Summer has finally arrived! The flowers are blooming, butterflies are fluttering, and the world is painted once again with nature’s brushstrokes. One summer eve, I found this delicate swallowtail butterfly playing among the purple Russian sage growing in my front garden. It has become another popular pick of buyers from my stock photo portfolio. Title of stock photo: Butterfly with Purple Flowers This stock image is available at: Dreamstime
Give thanks and gratitude for our bounty. Happy Thanksgiving to all! Stock photos: Harvest Time and Indian Corn Both images are available through Dreamstime.
OK – I had to sneak another pumpkin photo into the blog! This perfect little display was set up outside of our Whole Foods grocery store. Yep, I’ll snap a nice stock image wherever and whenever I see it – even at the supermarket! It always pays to have your camera along for the ride. Image title: Pile of Pumpkins Stock image can be purchased in various sizes at: Dreamstime
Since it is the season of ghosts and goblins, I had to post a few pumpkin pics to celebrate October. We have a church in Santa Fe that has a huge pumpkin fundraiser every year. They fill the grounds around the church and part of the parking lot with pumpkins of all shapes and sizes. It’s a family tradition to stop at St. John’s each year and select just the right pumpkin for your front porch. If my camera is in the car, I have to pull over and snap a few quickies. It’s a beautiful site to see piles of pumpkins in all of their orange glory! Image title: Pumpkin Patch Stock image is available in various sizes at: Dreamstime
Indian corn, also known as Flint corn or calico corn, is a true harbinger of autumn. The dried cobs of many-colored kernels were originally cultivated by Native American tribes, dating back to 1000 BC. Today it is mainly grown for decorative purposes, but can also be consumed in the form of hominy. I came across this perfect little still life on a table at the Santa Fe Farmer’s Market. There was no arranging needed – just a quick snap of the shutter as I passed by. Image title: Indian Corn Purchase this microstock image in various sizes at Dreamstime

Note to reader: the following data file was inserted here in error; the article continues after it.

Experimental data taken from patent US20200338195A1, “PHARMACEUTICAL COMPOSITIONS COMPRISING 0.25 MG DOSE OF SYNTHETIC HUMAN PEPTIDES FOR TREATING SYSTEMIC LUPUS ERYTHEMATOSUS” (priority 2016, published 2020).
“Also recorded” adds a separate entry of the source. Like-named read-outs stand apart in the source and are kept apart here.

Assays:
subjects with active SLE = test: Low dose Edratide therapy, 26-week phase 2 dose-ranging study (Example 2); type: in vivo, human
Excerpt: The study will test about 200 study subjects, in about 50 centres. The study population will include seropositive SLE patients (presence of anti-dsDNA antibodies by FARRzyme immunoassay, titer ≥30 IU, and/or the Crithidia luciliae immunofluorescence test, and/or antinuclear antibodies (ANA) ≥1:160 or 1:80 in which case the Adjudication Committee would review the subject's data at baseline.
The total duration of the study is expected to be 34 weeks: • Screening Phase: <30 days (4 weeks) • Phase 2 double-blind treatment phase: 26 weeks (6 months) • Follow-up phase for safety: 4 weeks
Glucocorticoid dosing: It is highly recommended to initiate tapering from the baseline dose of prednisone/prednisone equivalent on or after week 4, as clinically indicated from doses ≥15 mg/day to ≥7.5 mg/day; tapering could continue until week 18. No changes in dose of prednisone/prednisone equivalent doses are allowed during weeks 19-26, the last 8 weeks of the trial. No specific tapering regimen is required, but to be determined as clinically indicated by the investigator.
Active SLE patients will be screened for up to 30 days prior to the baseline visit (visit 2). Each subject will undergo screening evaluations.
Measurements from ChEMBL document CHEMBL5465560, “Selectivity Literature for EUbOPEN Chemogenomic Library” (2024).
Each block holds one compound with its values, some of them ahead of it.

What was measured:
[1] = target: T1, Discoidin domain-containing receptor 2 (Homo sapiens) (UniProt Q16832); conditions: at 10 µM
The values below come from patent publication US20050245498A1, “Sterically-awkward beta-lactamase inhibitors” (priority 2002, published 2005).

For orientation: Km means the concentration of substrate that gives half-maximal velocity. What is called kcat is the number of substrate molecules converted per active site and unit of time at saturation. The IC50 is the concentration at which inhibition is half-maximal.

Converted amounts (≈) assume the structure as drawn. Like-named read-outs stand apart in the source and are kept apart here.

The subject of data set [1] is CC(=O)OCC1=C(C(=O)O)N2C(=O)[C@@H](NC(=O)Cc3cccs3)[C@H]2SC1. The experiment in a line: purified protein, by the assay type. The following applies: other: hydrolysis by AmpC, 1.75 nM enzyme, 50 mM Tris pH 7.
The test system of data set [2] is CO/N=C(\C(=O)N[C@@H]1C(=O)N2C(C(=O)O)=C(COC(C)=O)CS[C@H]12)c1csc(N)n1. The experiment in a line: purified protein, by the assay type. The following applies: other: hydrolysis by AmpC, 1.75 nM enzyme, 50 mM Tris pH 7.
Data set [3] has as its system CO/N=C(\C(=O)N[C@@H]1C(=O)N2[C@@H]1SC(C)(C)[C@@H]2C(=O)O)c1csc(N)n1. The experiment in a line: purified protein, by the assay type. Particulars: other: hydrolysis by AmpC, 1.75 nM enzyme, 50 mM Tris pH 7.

The heady aroma of chiles blistering over an open flame wafts through the farmer’s market these days in Santa Fe. Bushels of brightly colored green, red and yellow chiles are everywhere. Whether you like them hot, hot, hot or mildly smokey – you’ll find just the right pepper to get your chile fix! In New Mexico we spell our peppers “c-h-i-l-e” and ask for “Christmas” on our huevo rancheros. That’s how we know if you’re a native or just passing through. Image title: Chile Harvest Purchase this microstock image in various sizes at: Dreamstime
As I strolled through the tiny village of Galisteo, New Mexico one chilly spring morning, I spied a forsythia bush growing within the walled-garden of an ancient adobe home. I love the yellow blooms of forsythia, fluttering in the breeze – beckoning fickle spring to finally arrive. The name itself sweetly tickles the tongue as it falls from our lips. If ever I had a daughter, I would name her “Forsythia”. On tip-toes, I peeked over the garden wall and quickly snapped a few photos before anyone noticed my presence. Image title: Forsythia in Spring To purchase this microstock image, go to: Dreamstime or Bigstock Photo
New Mexico is the chile pepper (or chili if you live outside of NM!) capital of the United States. From mid-August to early-October it’s chile roasting time in Santa Fe! Chile roasters are set up in local parking lots, blistering their spicy contents over an open flame. The aromatic aroma of roasting chile peppers is irresistible. Whether you like it fiery hot, Christmas (green and red) or a toned down milder version, you’ll be intoxicated by the sights, smells and tastes of New Mexico chile. This photograph was a quick snap at our local Farmer’s Market. Image title: Chile Peppers To purchase as a microstock image in various sizes go to: Dreamstime